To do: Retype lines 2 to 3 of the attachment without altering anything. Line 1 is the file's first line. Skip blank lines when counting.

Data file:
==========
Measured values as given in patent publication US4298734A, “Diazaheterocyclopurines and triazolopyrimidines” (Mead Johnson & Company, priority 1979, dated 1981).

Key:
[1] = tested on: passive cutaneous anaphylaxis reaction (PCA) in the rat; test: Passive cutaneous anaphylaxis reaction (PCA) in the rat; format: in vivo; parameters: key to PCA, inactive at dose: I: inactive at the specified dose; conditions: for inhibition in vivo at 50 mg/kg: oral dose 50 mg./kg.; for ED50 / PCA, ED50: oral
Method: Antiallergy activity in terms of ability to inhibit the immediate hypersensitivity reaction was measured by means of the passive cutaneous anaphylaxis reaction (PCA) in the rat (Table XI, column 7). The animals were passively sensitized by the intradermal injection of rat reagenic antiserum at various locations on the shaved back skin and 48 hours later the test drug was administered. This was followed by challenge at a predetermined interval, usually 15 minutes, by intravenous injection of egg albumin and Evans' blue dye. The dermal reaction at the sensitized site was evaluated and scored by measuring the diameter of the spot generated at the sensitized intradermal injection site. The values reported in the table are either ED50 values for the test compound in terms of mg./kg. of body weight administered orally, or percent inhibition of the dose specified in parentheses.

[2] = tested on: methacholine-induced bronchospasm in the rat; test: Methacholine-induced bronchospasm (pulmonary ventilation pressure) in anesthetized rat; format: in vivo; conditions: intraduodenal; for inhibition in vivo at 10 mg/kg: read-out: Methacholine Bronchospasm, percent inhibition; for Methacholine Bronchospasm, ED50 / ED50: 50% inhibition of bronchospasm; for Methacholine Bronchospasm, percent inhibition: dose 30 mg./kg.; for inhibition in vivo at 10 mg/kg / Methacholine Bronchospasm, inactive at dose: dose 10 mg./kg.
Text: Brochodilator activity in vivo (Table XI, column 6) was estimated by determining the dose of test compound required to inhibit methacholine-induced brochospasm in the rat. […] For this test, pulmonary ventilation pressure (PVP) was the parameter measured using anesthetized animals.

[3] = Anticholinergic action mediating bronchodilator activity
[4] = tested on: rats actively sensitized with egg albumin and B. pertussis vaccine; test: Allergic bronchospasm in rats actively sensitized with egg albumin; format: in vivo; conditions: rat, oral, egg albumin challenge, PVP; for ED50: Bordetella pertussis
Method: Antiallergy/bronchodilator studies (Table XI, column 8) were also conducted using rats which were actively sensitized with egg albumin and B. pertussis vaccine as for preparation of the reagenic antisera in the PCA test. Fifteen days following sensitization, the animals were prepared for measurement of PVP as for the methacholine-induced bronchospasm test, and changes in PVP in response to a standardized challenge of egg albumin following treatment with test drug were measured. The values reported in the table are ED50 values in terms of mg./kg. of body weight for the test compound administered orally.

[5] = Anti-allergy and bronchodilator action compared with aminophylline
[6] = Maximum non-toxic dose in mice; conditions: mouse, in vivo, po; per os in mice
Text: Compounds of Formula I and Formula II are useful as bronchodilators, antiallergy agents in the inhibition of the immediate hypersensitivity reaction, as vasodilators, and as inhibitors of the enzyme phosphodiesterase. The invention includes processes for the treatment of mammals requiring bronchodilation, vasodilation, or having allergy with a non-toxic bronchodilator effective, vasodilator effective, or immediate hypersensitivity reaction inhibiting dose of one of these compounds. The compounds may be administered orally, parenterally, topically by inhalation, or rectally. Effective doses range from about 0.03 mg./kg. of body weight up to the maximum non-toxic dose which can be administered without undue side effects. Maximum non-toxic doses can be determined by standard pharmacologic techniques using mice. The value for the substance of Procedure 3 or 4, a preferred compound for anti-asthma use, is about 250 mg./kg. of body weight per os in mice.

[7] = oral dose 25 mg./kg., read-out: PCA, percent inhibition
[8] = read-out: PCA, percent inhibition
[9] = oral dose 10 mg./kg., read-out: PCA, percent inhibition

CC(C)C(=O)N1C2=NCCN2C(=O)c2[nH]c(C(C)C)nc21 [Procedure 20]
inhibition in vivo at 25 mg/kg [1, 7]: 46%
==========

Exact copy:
Key:
[1] = tested on: passive cutaneous anaphylaxis reaction (PCA) in the rat; test: Passive cutaneous anaphylaxis reaction (PCA) in the rat; format: in vivo; parameters: key to PCA, inactive at dose: I: inactive at the specified dose; conditions: for inhibition in vivo at 50 mg/kg: oral dose 50 mg./kg.; for ED50 / PCA, ED50: oral